The Turning Outward approach helped this United Way go from being seen primarily as a "pass-through" for money from donors to agencies, to a credible leader that could be a backbone for supporting large-scale action on education.
A local education foundation Turns Outward and uses knowledge from the community to build public will to drive major changes in education in a community where meaningful progress had been absent for years.
How do we engage with our community in a more meaningful way? How do we make the user experience the center of all we do? What impact are we having and how do we measure it? In an effort to better answer those questions and make a tighter connection between library objectives and the broader needs of the community, the Oak Park Public Library embarked on a journey to “turn outward.” Following the Harwood model for community engagement, Oak Park has made strides in unifying its internal operations and strengthening strategic partnerships. Its intention is wider and deeper community impact.
build stronger relationships with potential donors. Use the scale on the first page to rate yourself against the five steps on the following pages
A guide to help you keep public knowledge at the forefront of your strategic planning process, from goal-setting to developing targets and metrics.
A tool to help you draw connections between what you are learning in your community and what you are doing in your library programming.
Four steps to help orient your team and keep them on track to being community focused
The Harwood Institute is excited to share four new tools, created in partnership with the Indiana Association of United Ways, specifically to help United Way professionals deepen their impact in communities. These tools are primarily for United Way staff that have been trained in the Institute's approach through a Public Innovators Lab or Workshop.
When we talk with others about our aspirations we improve the chances that we can find some common ground to come together and get things done. Use this Harwood in a Half Hour on your own and then try it in a group setting – we have an Aspirations Facilitators Guide to help in leading the conversation!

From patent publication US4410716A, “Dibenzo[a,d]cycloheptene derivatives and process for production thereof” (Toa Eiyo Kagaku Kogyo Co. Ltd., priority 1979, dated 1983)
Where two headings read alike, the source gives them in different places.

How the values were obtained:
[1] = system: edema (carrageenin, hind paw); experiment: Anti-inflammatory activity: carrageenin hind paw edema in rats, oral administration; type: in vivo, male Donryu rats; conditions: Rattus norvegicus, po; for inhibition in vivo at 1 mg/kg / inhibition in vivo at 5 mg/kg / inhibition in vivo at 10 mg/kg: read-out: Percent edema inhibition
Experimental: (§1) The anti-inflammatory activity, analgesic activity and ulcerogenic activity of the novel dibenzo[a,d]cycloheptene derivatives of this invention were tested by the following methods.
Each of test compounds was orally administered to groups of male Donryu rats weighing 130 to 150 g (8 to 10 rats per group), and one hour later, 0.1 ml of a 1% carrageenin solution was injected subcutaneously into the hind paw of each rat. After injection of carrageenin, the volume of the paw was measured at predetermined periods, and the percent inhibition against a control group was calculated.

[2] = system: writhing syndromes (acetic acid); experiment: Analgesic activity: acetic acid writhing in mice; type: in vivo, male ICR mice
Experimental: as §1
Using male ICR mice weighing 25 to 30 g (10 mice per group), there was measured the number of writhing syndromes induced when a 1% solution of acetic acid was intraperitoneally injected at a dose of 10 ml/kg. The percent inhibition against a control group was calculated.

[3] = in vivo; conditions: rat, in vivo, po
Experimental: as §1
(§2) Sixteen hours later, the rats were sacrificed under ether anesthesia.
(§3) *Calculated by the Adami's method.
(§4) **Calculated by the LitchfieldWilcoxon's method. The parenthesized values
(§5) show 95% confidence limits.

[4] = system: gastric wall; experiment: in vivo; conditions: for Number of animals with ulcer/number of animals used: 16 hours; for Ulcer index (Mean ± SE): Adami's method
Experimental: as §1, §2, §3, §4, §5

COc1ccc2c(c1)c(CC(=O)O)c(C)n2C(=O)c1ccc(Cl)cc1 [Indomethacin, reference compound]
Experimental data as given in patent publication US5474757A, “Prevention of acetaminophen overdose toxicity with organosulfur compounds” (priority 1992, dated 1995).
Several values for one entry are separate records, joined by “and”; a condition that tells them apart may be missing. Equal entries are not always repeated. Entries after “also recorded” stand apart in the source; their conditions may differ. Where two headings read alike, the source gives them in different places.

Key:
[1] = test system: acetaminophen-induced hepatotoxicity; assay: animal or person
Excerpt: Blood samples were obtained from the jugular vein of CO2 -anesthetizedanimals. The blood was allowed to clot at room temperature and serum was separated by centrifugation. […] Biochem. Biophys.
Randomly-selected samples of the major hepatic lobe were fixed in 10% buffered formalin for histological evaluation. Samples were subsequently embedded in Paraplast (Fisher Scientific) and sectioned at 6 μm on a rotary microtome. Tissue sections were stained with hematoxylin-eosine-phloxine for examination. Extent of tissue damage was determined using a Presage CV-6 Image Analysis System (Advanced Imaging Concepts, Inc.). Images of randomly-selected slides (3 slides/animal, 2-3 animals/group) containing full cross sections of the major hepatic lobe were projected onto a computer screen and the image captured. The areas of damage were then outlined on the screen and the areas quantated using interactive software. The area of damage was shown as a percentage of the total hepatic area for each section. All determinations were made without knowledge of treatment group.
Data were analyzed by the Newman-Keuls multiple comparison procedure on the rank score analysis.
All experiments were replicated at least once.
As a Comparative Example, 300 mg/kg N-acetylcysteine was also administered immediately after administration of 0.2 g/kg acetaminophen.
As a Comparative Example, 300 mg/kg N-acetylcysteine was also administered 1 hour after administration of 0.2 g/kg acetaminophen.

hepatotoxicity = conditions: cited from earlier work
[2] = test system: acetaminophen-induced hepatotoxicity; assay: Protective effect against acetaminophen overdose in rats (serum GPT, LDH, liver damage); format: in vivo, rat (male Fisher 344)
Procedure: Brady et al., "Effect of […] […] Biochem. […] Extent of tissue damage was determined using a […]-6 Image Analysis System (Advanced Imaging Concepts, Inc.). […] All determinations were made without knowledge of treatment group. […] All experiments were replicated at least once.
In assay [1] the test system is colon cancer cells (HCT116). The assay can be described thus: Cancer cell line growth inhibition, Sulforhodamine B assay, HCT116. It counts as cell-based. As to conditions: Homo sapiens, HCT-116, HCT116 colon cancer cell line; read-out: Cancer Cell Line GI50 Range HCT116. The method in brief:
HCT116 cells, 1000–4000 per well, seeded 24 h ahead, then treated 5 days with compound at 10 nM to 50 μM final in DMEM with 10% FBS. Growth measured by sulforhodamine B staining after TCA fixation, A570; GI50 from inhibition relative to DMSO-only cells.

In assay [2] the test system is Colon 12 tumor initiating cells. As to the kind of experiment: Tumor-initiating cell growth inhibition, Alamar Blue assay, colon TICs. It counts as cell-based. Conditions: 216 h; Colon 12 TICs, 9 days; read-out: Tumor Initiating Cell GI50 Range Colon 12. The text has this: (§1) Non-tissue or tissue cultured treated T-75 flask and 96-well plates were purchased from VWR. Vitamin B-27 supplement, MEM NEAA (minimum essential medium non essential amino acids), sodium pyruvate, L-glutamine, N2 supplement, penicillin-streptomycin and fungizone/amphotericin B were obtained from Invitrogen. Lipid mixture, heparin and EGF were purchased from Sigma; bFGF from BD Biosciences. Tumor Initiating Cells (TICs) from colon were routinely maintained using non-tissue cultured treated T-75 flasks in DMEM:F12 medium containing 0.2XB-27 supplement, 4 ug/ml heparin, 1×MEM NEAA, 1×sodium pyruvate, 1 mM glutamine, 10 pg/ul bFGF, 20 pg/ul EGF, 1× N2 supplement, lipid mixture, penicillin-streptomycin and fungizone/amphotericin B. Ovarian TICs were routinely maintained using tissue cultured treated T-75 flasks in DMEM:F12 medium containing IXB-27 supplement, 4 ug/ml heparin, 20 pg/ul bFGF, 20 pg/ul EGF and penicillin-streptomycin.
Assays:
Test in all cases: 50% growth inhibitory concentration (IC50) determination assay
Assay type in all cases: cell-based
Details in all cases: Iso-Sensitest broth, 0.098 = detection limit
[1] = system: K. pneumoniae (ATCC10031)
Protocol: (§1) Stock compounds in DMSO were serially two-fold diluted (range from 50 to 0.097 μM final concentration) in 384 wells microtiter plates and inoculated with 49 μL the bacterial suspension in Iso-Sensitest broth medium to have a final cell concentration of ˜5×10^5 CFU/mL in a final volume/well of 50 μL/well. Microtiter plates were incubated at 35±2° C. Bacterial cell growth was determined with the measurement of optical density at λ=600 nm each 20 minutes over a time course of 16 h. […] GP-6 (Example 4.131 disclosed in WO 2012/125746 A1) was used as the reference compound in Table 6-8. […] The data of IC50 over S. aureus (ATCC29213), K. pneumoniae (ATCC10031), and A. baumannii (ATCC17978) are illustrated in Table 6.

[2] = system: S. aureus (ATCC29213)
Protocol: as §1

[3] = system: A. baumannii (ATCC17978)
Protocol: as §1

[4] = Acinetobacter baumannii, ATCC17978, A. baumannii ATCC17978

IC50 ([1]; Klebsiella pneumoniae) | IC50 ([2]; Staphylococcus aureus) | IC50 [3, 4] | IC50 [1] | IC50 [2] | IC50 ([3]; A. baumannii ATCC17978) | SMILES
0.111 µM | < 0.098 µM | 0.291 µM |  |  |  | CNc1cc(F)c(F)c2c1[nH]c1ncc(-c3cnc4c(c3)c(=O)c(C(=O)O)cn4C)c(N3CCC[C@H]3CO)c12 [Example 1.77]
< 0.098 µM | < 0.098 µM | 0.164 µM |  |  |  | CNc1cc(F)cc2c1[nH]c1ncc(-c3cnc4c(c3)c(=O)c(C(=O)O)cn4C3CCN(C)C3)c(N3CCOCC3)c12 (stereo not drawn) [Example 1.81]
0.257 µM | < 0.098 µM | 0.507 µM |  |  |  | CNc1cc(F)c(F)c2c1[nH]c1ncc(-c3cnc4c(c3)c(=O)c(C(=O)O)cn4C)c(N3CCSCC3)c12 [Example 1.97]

Turning Outward makes the community and the people the reference point for getting things done. Are you mostly turned inward or outward? Use the quiz to find out…
When we become more intentional about the choices we do make we can have far greater impact. After completing this Harwood in a Half Hour take another look at intentionality with this personal essay by Rich Harwood.
Getting people across the community to work together takes a great deal of personal commitment and energy. It’s important to make sure you keep your own “batteries charged” when you do this valuable and often difficult work.
The central challenge facing Winchester and Clark County—like so many other places throughout our country—is how to make community a common enterprise again. At the conclusion of this report, there are seven key steps to do just that. Making progress—real progress—is doable and achievable if people come together to act.
This report illustrates the results of the conversations that the Harwood Institute had with board members across America. The results pointed to a series of challenges boards face both in recognizing the need to be more connected to the community and also engaging in behaviors as a board that would make that connection more likely.
There is a growing desire to figure out how communities can marshal their collective talents, assets and people to address tough challenges. But how does such change happen – and spread? What’s in play? And how can one be intentional in their efforts to help bring it about? This is what The Harwood Institute, with support from the Kettering Foundation, sought to answer.
This article lays out five key characteristics of civic culture, explore why they matter, and how paying attention to them may be the difference between a collective impact effort getting stuck – even falling flat – or generating the kinds of results we seek. A collective impact approach holds enormous promise for bringing about meaningful change – but only if such action is taken with communities, not apart from them.
What does engagement look like when it works well? “The Engagement Path” is a report from The Harwood Institute that pulls together years of experience in working with communities to detail the way people handle on issues over time in a constructive, meaningful way.
Why is it that some initiatives take off in one community but seem to fall flat when you try to replicate them in other places? The five stages of community life help explain why some communities move faster and others slower when it comes to change.
The formation of authentic public opinion requires confrontation with political realities and open discussion. This report presents findings of a study that sought to describe the nature of the process through which citizens learn about public concerns and engage in them. The report argues that the seemingly chaotic process of forming opinions is actually one composed of meaningful patterns and principles.